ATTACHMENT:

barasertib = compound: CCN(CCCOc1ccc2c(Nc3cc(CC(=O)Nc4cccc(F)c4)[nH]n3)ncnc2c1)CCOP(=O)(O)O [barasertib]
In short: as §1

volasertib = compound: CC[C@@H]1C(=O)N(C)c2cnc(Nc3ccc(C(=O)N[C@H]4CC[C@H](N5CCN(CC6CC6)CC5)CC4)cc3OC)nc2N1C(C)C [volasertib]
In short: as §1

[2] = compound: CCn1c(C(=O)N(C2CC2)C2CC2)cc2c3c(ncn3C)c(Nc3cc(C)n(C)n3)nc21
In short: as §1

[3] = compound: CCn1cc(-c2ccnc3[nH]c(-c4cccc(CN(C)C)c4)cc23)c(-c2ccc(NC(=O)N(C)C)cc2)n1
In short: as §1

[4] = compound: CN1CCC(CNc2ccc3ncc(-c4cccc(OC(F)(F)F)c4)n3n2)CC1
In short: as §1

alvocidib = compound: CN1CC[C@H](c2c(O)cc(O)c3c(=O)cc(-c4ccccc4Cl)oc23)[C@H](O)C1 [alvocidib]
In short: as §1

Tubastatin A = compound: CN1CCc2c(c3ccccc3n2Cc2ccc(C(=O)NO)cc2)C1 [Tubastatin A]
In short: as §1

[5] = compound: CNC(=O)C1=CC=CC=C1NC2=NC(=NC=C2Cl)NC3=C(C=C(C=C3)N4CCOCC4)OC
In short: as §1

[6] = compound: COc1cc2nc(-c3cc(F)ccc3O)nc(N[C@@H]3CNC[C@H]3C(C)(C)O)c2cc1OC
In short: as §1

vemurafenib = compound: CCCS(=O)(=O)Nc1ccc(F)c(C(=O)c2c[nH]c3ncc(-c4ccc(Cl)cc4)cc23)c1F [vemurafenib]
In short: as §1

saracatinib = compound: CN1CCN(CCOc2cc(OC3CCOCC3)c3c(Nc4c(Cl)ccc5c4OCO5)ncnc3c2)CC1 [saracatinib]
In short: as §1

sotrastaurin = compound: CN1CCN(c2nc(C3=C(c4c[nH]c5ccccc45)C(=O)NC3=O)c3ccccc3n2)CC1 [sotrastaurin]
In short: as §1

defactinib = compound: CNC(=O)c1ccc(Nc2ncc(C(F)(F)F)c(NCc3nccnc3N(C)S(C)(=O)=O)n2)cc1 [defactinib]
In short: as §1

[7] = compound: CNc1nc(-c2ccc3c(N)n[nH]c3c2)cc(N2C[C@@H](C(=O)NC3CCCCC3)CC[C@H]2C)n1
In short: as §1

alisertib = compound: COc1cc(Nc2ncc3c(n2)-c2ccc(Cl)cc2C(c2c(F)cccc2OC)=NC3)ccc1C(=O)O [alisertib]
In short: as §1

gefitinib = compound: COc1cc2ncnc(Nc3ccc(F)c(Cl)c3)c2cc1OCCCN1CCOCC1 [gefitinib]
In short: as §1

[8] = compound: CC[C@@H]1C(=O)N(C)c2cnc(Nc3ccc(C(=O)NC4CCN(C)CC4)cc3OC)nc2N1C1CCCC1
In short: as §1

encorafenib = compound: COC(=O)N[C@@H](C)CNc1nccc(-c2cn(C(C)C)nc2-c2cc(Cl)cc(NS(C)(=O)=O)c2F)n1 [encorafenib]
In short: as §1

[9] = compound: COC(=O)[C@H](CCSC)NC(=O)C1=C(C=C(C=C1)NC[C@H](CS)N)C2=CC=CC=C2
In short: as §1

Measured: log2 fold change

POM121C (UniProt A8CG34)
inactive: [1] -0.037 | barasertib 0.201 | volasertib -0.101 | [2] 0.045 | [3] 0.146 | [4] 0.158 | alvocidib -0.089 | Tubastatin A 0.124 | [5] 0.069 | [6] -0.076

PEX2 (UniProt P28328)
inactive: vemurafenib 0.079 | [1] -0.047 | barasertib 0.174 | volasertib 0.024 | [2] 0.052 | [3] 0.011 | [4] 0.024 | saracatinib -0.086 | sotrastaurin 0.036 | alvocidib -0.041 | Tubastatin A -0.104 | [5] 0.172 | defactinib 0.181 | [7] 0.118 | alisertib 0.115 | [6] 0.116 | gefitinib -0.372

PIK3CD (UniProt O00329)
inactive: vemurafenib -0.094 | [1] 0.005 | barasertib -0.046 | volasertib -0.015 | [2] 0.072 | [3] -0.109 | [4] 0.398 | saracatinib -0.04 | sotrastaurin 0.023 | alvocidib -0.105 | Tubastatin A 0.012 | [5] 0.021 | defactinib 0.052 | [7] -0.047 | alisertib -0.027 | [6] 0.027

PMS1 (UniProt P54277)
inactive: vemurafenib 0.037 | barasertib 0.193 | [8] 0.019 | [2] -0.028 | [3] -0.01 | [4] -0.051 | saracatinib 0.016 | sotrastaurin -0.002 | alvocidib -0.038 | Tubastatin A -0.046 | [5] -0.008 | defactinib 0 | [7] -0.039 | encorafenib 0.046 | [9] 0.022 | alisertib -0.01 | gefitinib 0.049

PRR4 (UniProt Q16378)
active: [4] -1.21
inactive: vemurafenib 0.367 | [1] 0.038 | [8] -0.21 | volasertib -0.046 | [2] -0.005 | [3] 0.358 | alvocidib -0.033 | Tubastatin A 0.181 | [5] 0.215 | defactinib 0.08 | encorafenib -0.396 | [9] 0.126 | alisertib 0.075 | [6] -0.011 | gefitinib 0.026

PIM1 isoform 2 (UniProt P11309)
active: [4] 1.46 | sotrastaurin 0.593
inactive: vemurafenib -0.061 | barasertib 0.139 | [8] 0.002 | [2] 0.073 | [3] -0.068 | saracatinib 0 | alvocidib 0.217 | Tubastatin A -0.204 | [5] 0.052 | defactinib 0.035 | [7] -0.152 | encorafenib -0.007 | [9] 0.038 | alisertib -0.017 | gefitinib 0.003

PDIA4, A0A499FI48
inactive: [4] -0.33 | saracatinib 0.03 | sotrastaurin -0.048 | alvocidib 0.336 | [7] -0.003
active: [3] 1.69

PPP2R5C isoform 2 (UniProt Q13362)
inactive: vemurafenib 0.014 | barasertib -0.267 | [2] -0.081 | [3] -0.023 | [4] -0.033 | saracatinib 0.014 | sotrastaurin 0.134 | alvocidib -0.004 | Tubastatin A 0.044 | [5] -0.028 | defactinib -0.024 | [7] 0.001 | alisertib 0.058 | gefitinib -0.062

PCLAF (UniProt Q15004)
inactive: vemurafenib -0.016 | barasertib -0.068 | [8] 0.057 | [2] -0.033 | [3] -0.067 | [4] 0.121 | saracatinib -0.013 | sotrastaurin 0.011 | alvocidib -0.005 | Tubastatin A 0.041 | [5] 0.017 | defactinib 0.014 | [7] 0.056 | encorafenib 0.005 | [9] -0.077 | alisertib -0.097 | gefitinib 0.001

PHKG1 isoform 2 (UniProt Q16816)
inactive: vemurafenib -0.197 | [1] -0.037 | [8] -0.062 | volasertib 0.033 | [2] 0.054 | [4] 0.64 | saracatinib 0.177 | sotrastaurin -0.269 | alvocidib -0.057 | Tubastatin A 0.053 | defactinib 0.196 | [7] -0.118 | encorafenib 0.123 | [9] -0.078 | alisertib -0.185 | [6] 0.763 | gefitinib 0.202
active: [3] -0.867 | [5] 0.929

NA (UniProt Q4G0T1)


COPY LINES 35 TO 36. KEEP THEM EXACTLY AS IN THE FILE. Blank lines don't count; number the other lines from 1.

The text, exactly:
encorafenib = compound: COC(=O)N[C@@H](C)CNc1nccc(-c2cn(C(C)C)nc2-c2cc(Cl)cc(NS(C)(=O)=O)c2F)n1 [encorafenib]
In short: as §1